Prolog is a language built around the Logical Paradigm: a declarative approach to problem-solving.
There are only three basic constructs in Prolog: facts, rules, and queries.
A collection of facts and rules is called a knowledge base (or a database) and Prolog programming is all about writing knowledge bases. That is, Prolog programs simply are knowledge bases, collections of facts and rules which describe some collection of relationships that we find interesting.
So how do we use a Prolog program? By posing queries. That is, by asking questions about the information stored in the knowledge base. The computer will automatically find the answer (either True or False) to our queries.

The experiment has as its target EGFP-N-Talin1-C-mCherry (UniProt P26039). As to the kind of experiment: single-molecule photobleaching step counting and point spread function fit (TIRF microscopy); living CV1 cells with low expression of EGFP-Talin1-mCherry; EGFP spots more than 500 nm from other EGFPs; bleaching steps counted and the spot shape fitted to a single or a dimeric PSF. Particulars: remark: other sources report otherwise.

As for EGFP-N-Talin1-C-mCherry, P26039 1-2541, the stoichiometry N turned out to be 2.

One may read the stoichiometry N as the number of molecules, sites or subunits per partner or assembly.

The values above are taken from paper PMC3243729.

Knowledge Base (Facts & Rules)
Check the following knowledge base used by the Sorting Hat in the Harry Potter story:
/* Facts */
/* Rules */
Note that \+ means NOT
We can now query this database. For each of the queries listed below, what do you think the computer will return?
True or False Queries:
Task #1: Try It Online
Test all of the above queries online to see what they return:
Task #2: Griffindor or Ravenclaw?
Can you add a few more facts for a student called “Cho-Chang” who would meet all the requirements to belong to both Griffindor and Ravenclaw.
As a student should only belong to one house, update the rule for belongToRavenclaw() to make sure this rule only returns True for students who are curious but do not already belong to Griffindor.
Add a few facts and rules to this knowledge base. Create your own queries using the new facts and rules you have added.